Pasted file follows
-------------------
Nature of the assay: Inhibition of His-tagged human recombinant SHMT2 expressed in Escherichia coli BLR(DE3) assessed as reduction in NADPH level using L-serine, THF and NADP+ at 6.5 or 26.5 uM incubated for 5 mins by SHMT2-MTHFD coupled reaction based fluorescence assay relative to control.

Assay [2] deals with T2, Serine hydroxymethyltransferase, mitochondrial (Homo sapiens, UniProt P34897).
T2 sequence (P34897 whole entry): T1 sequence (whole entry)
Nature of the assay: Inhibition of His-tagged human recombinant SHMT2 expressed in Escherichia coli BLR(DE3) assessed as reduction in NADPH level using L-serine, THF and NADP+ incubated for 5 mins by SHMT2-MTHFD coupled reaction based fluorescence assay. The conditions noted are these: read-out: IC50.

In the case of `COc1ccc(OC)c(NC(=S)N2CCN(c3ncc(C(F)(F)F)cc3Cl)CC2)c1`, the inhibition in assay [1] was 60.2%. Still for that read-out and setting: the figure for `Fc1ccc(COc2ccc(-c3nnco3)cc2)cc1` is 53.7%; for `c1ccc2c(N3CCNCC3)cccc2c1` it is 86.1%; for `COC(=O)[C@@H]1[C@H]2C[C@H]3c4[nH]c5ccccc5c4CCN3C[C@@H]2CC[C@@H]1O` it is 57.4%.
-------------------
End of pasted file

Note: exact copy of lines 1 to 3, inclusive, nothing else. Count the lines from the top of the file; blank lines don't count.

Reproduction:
Nature of the assay: Inhibition of His-tagged human recombinant SHMT2 expressed in Escherichia coli BLR(DE3) assessed as reduction in NADPH level using L-serine, THF and NADP+ at 6.5 or 26.5 uM incubated for 5 mins by SHMT2-MTHFD coupled reaction based fluorescence assay relative to control.

Assay [2] deals with T2, Serine hydroxymethyltransferase, mitochondrial (Homo sapiens, UniProt P34897).
T2 sequence (P34897 whole entry): T1 sequence (whole entry)